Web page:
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PRE-ARRIVAL SUPPORT AND INFORMATION

1. COVID-19: Admission Updates for International Students

  • What is COVID-19 (coronavirus)
    COVID-19 is a viral infectious disease that can vary in severity, with some individuals having no, or very mild symptoms, others may develop respiratory symptoms, including pneumonia, and some may develop severe and life-threatening multi-system disease. COVID-19 has been declared a pandemic by the World Health Organization [WHO], meaning it is circulating globally, and there is little to no population immunity to the disease. Most people who are infected with COVID-19 will have a mild illness and will recover on their own. Some people who have more severe cases of COVID-19 will require care from a health care provider or hospitalization. COVID-19 may be diagnosed by a health care provider based on signs and symptoms, and/or confirmed through laboratory tests. For more information about COVID-19 and its signs and symptoms, consult the Government of Canada’s website at www.canada.ca/coronavirus.
  • During the coronavirus [COVID-19] pandemic, Protégé School has a specific plans, protocols and guidelines in compliance to Government of Canada, Provincial and Municipal Governments related to managing risks associated with COVID-19 in place to protect the students and the faculty members and the general public.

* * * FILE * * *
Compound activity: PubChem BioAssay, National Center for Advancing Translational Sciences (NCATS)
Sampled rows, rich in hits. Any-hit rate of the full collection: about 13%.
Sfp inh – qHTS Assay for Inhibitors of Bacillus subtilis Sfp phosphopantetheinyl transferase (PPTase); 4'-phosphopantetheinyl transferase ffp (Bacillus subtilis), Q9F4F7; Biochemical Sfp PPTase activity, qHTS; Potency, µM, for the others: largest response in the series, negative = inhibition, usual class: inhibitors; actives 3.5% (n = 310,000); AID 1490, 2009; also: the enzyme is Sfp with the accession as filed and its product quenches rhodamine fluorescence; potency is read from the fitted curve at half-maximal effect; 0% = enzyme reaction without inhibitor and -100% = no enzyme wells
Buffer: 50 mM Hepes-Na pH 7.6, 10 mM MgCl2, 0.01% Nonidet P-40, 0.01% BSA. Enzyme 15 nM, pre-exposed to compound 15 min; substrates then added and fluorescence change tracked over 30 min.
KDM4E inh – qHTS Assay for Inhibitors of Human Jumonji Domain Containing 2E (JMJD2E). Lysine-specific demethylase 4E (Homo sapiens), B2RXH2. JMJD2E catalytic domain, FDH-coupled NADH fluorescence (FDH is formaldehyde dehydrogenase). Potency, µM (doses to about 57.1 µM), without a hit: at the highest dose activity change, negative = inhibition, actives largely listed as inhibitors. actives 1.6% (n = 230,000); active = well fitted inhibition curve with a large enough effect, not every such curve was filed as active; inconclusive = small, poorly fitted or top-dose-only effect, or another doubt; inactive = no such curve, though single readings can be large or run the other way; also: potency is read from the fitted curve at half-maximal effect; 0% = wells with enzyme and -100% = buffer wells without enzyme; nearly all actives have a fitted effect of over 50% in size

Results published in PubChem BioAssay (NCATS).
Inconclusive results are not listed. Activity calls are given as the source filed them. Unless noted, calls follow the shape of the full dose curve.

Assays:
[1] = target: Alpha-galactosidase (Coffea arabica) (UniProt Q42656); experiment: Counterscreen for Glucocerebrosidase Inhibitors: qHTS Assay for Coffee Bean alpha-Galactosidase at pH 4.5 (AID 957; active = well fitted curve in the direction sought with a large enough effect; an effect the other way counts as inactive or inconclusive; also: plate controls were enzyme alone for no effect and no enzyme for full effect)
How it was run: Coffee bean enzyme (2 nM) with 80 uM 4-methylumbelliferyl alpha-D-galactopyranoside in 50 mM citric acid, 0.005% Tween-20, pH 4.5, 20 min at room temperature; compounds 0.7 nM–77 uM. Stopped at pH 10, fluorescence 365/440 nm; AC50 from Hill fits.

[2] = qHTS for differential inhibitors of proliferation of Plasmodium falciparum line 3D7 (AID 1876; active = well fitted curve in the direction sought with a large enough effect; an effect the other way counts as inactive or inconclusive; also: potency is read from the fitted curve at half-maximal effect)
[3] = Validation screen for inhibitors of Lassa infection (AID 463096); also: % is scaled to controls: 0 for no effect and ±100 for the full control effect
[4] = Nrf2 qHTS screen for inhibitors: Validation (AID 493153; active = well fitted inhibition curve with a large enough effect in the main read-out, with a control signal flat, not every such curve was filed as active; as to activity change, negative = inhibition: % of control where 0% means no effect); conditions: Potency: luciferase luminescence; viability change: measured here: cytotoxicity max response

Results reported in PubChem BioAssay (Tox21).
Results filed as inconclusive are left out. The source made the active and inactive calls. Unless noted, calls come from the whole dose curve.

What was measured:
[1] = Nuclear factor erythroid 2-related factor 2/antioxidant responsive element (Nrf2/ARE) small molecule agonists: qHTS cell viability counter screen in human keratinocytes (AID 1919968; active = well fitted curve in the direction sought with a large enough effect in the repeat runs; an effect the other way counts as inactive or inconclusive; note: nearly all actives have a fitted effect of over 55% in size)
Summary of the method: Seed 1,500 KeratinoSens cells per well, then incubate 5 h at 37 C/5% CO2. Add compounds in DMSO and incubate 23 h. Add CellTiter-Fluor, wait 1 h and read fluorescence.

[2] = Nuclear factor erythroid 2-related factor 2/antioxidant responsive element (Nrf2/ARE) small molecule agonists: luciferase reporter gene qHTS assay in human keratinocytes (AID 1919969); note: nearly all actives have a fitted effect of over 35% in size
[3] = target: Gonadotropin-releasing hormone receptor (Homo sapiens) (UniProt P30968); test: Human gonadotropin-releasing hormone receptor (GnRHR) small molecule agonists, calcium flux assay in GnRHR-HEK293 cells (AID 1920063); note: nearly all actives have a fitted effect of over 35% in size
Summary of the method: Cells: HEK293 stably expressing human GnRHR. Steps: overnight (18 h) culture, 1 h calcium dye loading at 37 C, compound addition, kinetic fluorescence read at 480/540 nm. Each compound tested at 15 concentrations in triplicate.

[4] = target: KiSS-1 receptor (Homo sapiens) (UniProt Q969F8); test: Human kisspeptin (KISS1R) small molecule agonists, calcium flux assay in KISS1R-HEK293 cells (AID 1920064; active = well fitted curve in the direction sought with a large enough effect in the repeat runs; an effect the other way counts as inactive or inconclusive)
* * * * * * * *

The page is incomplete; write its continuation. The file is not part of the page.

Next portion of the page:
• Currently, international students may enter Canada for the purposes of pursuing a program of post-secondary study, for which they have secured a study permit or approval, subject to conditions set out in the Quarantine Act, and Emergency Orders made under the Quarantine Act.
    • All travellers entering Canada, including international students, are required to undergo the necessary health checks, must wear a non-medical mask or face covering during travel, including to their place of quarantine, and they must quarantine (if asymptomatic) or isolate (if symptomatic) for 14 days upon arrival in Canada, in accordance with the requirements set out in the Emergency Order Minimizing the Risk of Exposure to COVID-19 in Canada Order (Mandatory Isolation) No. 3. Upon arrival, international students must be able to demonstrate that they have a plan in place to support their initial 14-day mandatory quarantine or isolation period in Canada.
    • Failure to comply with this Order is an offense under the Quarantine Act. Maximum penalties include a fine of up to $750,000 and/or imprisonment for six months. Further, a person who causes a risk of imminent death or serious bodily harm to another person while willfully or recklessly contravening this Act or the regulations could be liable for a fine of up to $1,000,000 or to imprisonment of up to three years, or to both. Spot checks will be conducted by the Government of Canada to verify compliance. Please note in addition to the offenses under the Quarantine Act, international students and their dependents, as Temporary Residents or Foreign Nationals authorized entry, may face consequences under the Immigration and Refugee Protection Act, such as being deemed inadmissible and subject to a removal order, for any non-compliance with quarantine requirements under the Quarantine Act.
    • International students will be reminded that a student permit alone is not a travel authorization. Immigration, Refugees and Citizenship Canada [IRCC] will communicate to international students once travel authorization has been granted and remind the international students that this authorization may be cancelled if the circumstances in their destined institution or province change.